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“It was typical Gary Bettman.  It’s like a Chicago election in the 1930s. Not that it’s fixed, but you have a pretty good sense what’s going to happen beforehand.”

-Brian Burke, President and GM of the Toronto Maple Leafs on how the realignment decision was basically a done deal before the BOG meeting started. 

More realignment talk from Damien Cox of the Toronto Star.

Filed in: NHL Talk, | KK Hockey | Permalink
  Tags: brian+burke, gary+bettman

Comments

Heaton's avatar

Waaah.

Posted by Heaton on 12/06/11 at 02:13 AM ET

John W.'s avatar

Interesting.  I remember reading a while back about how MLB commish Bud Selig would never bring something to a vote until he knew he had the votes to pass, and then he’d go to the dissenters and tell them he had the votes and that if they would go along he would help them out as best he could, and if they wouldn’t go along, essentially screw you. 

My point of this is it seems as if maybe Toronto was one of the teams not to vote for realignment and maybe that’s why they ended up in the worst travel conference outta the old East teams.  Toronto to Florida isn’t exactly a short trek when compared to the bus rides in the New York metro area division.

Posted by John W. from a bubble wrap cocoon on 12/06/11 at 02:24 AM ET

Fugazi's avatar

Toronto to Florida ain’t squat compared the the West Coast teams. The disparity in the NHL is a joke when it comes to travel.

Posted by Fugazi from Bay Area, Left Coast on 12/06/11 at 02:34 AM ET

Avatar

Hahaha. Burke…such a tough guy. Fu*k you, buddy.

Posted by godblender on 12/06/11 at 02:58 AM ET

SYF's avatar

Cry like a river, Burkie.  Cry.

Posted by SYF from Alana Blanchard's Bikinis and Surfboards on 12/06/11 at 03:01 AM ET

Baroque's avatar

Interesting.  I remember reading a while back about how MLB commish Bud Selig would never bring something to a vote until he knew he had the votes to pass, and then he’d go to the dissenters and tell them he had the votes and that if they would go along he would help them out as best he could, and if they wouldn’t go along, essentially screw you.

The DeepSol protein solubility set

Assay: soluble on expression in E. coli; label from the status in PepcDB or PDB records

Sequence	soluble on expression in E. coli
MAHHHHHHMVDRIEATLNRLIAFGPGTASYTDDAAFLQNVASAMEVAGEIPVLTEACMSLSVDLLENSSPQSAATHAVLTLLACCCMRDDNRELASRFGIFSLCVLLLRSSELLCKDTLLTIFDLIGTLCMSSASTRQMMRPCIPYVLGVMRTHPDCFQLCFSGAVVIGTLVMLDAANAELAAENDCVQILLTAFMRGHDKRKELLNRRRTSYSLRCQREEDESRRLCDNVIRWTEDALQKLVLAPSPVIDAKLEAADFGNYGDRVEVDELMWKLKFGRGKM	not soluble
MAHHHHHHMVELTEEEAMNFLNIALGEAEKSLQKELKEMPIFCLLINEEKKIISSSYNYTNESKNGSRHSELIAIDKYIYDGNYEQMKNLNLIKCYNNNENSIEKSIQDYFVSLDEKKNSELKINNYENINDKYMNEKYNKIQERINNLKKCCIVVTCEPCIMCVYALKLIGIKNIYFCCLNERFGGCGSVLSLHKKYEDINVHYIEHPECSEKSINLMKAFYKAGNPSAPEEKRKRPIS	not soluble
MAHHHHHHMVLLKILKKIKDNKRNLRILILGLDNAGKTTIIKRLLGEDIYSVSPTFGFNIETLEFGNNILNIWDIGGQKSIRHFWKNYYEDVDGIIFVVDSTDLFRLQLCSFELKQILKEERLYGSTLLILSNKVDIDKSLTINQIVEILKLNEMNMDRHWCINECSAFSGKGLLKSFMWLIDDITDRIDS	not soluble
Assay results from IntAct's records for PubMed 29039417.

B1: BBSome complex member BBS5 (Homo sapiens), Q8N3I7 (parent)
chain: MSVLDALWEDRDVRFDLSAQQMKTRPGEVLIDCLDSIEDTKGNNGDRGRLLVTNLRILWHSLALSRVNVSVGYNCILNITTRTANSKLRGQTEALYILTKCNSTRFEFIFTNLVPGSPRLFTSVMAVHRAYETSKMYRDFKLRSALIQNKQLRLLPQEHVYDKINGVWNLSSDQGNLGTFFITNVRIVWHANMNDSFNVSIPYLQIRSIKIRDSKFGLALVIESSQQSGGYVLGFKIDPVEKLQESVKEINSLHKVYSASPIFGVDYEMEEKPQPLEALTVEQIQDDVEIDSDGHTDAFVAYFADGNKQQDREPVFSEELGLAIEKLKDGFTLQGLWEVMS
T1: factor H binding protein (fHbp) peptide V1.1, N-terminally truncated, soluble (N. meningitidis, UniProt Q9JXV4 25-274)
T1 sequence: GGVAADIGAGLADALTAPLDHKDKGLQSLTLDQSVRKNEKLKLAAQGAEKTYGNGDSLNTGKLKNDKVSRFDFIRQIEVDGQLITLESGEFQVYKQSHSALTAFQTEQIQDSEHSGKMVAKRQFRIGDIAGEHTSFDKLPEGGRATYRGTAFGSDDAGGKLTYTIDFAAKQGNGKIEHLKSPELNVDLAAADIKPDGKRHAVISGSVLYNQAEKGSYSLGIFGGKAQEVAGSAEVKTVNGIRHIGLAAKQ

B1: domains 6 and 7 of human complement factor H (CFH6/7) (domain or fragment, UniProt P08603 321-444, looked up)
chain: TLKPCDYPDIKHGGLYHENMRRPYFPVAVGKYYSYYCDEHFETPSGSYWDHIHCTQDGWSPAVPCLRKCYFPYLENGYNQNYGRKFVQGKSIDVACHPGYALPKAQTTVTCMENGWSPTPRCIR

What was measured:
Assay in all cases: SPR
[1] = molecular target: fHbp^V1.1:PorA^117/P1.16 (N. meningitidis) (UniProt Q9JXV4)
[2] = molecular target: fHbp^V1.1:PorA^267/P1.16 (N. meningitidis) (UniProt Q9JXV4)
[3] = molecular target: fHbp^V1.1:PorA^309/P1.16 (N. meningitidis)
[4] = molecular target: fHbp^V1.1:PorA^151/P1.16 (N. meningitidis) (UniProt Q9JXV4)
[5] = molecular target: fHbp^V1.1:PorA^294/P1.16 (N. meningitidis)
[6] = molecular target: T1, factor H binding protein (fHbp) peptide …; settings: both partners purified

This is how most political organizations work, actually. It’s why there is always a lot of talking and meeting and arm-twisting and discussion ahead of time. With a major decision such as this, if it were brought up and failed to pass it would have been a huge waste of the time and effort of many people. Why bother voting unless you are pretty sure the efforts put in won’t be pointless.

Elections in Chicago in the 1930s could result in bodies dumped at construction sites in the suburbs. The NHL was just operating as politics normally operates in this case. Hyperbole to say otherwise.

Posted by Baroque from Michigan on 12/06/11 at 08:22 AM ET

Primis's avatar

Hmmm.

So BOS, PHI, and TOR were 3 of the 4 that voted “No” obviously…  making an assumption on the BOS, and PHI, but it’s a very, very safe assumption given their voting history.  We know it wasn’t PIT, they said they were happy.

John’s point is VERY true.  Any commish worth anything is going to get support he wants BEFORE bringing something to a vote.  I’ve heard this in all 4 of the major sports in the past.

Posted by Primis on 12/06/11 at 09:03 AM ET

Primis's avatar

Actually, scratch that.  In the actual article, the context of Burke’s comments comes across VERY differently I guess.  Burke was actually not complaining when he said that I think.

NAS is also cited as a supporter of the new format.

Still want to know the 4 dissenters, and still can guarantee BOS and PHI were 2 of them.

Posted by Primis on 12/06/11 at 09:07 AM ET

Nathan's avatar

I would guess the other two teams that voted against it were from the western conferences and were voting no as a result of the imbalance in the number of eastern conference teams (8 team conferences in the west vs. 7 team in the east).

I like the alignment a lot for geography, time zones, scheduling, and travel. It is a definite win for my team. But I am not thrilled about the unbalanced conferences. It is now easier to get into the playoffs in the east than the west. I guess the question is, does somewhat leveling the travel playing field balance out the unbalanced team count?